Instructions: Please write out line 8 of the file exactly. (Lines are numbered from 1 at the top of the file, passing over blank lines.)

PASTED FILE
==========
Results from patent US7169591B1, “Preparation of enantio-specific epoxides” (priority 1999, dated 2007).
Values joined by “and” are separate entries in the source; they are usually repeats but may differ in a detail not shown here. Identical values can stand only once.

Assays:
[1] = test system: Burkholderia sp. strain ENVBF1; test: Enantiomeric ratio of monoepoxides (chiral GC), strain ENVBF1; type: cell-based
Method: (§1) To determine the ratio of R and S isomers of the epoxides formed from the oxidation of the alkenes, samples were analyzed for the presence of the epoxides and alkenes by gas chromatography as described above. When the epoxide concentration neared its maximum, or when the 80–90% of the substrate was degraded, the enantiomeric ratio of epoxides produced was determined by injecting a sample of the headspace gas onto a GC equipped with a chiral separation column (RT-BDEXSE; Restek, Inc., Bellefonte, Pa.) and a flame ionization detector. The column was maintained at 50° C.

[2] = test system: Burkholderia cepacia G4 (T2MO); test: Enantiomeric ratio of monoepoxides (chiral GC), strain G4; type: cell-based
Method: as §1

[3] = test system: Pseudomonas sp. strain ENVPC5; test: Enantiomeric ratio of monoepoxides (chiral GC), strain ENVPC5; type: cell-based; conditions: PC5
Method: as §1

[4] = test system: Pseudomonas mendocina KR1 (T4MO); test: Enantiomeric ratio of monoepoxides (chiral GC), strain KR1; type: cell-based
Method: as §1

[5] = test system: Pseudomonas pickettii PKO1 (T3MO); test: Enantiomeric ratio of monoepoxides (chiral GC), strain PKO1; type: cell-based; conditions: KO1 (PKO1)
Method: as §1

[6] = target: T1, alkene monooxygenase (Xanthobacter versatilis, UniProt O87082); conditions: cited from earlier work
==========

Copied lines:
[3] = test system: Pseudomonas sp. strain ENVPC5; test: Enantiomeric ratio of monoepoxides (chiral GC), strain ENVPC5; type: cell-based; conditions: PC5